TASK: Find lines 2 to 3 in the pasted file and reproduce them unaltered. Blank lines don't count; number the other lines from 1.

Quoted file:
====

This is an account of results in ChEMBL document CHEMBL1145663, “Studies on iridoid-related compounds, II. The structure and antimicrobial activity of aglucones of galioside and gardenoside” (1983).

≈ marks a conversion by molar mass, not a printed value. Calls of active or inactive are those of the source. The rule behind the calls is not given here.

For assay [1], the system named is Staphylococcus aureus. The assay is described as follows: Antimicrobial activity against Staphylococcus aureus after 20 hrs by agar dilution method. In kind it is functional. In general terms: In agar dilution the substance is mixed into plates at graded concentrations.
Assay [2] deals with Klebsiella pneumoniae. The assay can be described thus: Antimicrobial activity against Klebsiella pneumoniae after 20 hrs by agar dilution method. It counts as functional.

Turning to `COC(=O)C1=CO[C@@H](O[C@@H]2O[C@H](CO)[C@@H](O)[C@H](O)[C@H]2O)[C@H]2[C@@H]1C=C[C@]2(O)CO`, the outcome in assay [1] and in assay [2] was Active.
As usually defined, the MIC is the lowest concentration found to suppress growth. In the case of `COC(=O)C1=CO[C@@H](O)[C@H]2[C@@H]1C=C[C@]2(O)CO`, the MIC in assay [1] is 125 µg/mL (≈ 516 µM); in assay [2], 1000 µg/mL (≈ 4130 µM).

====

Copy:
≈ marks a conversion by molar mass, not a printed value. Calls of active or inactive are those of the source. The rule behind the calls is not given here.

For assay [1], the system named is Staphylococcus aureus. The assay is described as follows: Antimicrobial activity against Staphylococcus aureus after 20 hrs by agar dilution method. In kind it is functional. In general terms: In agar dilution the substance is mixed into plates at graded concentrations.